The Cthulu Mythos, and other associated works, by H.P. Lovecraft are often regarded as seminal works of horror, up there with Edgar Allan Poe and Clive Barker. Many works of recent fiction owe much in the way of creative ideas to his works, even if the man himself was a bit…wonky. So, have Cyanide done their homework? Let’s find out.
Answer the call
Kicking off with a nightmare sequence in medias res, detective Edward Pierce awakes in his office. A surviving soldier of the Great War and compensating alcoholic, Pierce is struggling with sleep and recurring disturbing dreams. After a brief phone call from his agency and an earbashing for falling behind on cases, he’s presented with the case that gets the story rolling. The father of a renowned artist, a Sarah Hawkins, has been reported missing presumed dead on the isle of Darkwater, along with her husband and son. Famous for her paintings, the father has brought one of her pieces and some notes for Edward to have a nosey over before proceeding.
One boat trip later, and detective Pierce is getting acquainted with the locals. Well, getting verbals, spat at and nearly stabbed by the locals, at least. Through these “investigative methods”, we learn that the Hawkins have perished in a house fire some time prior, and the sole survivor, the housekeeper, tends to what’s left of the house. This being the 1920’s prohibition era, you don’t have any newfangled investigation techniques. You’ll have to do it the old fashioned way: looking at things and asking the right questions, see.
Conversations in Darkwater follow in the Mass Effect/Dragon Age line of quisition. You have a wheel of dialogue options to choose from, the left side yielding to more exposition, the right being progression. However, in an effort to buck the trend of the aforementioned, it doesn’t boil down to friendly/neutral/hostile. Sometimes, it can be a more indirect response, or a bullheaded “Well I’m doing this now regardless” procedure. Similarly, some options on the left side may grant you exposition, but will also progress the story, so sometimes it pays to take interest in what’s being said.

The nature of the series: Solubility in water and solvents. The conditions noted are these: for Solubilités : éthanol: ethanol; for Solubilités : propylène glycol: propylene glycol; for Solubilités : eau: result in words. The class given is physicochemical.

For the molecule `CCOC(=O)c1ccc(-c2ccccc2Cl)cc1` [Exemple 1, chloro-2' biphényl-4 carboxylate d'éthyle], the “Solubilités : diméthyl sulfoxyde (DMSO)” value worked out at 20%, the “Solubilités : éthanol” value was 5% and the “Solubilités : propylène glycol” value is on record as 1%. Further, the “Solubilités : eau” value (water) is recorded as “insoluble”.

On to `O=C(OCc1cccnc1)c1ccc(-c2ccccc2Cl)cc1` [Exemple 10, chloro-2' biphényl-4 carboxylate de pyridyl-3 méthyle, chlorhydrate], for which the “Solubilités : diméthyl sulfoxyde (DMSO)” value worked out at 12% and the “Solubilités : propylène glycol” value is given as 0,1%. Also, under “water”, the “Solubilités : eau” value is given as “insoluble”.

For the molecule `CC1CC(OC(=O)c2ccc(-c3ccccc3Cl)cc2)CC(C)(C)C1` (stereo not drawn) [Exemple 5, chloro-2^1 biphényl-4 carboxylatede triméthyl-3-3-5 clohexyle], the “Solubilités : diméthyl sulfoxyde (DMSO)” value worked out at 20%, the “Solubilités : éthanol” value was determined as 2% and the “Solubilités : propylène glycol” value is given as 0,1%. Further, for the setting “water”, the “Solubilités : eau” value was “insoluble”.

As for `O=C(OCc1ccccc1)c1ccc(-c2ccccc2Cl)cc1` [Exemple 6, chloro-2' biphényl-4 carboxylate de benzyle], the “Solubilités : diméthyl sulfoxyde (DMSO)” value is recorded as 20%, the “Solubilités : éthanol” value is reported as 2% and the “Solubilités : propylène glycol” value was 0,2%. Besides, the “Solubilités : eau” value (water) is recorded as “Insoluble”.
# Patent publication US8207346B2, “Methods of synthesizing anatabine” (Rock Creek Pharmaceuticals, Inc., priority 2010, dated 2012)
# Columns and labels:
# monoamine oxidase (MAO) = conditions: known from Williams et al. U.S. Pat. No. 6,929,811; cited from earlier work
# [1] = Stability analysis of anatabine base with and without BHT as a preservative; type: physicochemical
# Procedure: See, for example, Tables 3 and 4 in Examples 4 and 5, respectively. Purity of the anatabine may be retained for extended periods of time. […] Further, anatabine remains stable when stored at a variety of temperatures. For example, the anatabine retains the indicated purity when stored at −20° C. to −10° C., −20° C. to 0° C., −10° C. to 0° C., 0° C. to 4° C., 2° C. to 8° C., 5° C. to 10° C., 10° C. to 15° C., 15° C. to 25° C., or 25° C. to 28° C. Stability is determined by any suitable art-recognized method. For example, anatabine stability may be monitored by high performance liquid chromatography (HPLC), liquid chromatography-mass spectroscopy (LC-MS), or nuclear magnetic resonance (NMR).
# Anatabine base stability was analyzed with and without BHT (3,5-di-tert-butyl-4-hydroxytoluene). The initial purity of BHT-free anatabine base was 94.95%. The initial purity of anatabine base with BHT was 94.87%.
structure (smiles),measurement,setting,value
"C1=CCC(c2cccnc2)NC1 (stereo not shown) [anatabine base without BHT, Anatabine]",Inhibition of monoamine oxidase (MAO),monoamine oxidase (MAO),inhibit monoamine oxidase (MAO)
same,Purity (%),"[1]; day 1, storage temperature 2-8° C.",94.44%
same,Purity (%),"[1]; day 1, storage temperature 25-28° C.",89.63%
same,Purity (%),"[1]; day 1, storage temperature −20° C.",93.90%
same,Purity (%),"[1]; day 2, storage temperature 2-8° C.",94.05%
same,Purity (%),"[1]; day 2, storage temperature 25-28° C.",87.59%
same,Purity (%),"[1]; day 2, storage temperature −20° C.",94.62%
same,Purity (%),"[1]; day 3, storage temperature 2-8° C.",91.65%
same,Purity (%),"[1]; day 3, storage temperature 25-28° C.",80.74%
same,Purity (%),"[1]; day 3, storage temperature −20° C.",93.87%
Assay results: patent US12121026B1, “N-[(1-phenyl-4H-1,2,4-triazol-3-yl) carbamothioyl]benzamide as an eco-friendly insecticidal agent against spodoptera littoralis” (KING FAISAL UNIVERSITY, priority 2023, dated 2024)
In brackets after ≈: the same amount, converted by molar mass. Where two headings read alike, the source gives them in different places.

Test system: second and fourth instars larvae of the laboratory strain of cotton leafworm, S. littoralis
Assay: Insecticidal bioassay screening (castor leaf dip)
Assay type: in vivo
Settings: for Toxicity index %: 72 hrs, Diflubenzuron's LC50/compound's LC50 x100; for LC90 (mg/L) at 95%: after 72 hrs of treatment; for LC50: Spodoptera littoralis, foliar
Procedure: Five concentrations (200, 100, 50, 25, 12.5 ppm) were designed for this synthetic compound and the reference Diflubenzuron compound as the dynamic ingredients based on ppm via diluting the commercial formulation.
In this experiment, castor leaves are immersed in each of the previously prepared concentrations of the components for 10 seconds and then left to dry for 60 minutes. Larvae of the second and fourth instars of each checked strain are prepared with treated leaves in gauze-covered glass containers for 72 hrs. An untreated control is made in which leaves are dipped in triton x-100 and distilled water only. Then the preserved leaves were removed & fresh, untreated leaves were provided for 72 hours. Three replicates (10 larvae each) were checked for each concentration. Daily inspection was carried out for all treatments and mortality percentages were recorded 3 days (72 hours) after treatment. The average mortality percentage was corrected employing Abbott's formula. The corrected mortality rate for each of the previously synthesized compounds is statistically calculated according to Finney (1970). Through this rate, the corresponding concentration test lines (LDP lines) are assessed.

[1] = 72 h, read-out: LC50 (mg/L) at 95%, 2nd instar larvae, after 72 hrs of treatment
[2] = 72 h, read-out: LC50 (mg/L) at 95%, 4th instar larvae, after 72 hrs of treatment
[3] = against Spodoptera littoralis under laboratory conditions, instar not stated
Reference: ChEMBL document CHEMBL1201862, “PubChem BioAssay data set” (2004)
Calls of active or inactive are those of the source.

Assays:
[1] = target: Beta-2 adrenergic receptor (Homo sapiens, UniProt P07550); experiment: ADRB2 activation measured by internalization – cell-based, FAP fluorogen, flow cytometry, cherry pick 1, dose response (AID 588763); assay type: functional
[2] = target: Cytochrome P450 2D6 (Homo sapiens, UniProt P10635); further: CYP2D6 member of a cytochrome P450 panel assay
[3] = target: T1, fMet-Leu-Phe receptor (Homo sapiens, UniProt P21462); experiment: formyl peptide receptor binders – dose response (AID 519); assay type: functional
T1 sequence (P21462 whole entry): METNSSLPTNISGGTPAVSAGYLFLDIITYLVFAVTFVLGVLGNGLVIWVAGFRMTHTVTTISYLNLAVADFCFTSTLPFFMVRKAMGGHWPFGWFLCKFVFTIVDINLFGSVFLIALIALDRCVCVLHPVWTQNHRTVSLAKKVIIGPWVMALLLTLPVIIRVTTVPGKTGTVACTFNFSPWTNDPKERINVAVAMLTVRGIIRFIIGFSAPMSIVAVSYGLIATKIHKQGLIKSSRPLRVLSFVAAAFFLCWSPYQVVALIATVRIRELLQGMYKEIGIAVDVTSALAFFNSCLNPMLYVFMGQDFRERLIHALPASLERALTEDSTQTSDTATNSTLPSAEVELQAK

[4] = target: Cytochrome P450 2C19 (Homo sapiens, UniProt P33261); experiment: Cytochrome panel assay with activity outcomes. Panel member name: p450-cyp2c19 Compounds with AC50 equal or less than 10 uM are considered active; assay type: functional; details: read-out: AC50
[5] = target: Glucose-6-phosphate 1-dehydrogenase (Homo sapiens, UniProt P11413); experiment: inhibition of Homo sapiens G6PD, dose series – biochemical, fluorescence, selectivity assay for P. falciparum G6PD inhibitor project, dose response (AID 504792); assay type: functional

Again, similar to the Bioware staples, you get additional dialogue options. Much like the paragon/renegade system, the veteran gumshoe has skills which can be upgraded at hand. You can use eloquent speech to get your way, psychology to coerce, or occasional threats of violence or naughty words to get your point across. As well as skill trees, your in-game detective skills can also help grease the verbal wheels of communication. If you’ve been thorough in your work, you can present evidence or findings to your witness/suspect/occult book dealer to sway it in your favour. Further on, there’s a more…devious dialogue option to unlock, but I won’t spoil it for you.
Reality is not what it used to be
Whilst this may not be groundbreaking in its style of gameplay, Call of Cthulhu does bring some freshness to the mix. The titular monster, and its mythos, is renowned for its ability to affect the minds of those susceptible to its influence. Subversive horror is the name of the game here, and the game does a very fine job of blurring the line between reality and…not reality?
It’s hard to tell, and it’s going to be hard to recount my adventures without spoiling for you, but I will do my best. As you and Officer Bradley investigate casa de Hawkins, you can piece together what happened in a Condemned-esque framing device. As you analyse clues, Pierce reconstructs events in a sequential manner, until a satisfactory conclusion is reached. There’s an eerie atmosphere about the place, as Pierce deduces it wasn’t a straightforward accidental fire.
After being ambushed by an intruder, Pierce and Bradley discover more to the Hawkins house, right down to the basement tunnels. As the game catches up the introductory nightmare, both Officer Bradley and our hero are attacked by sinister robed forces, and killed. Or are they…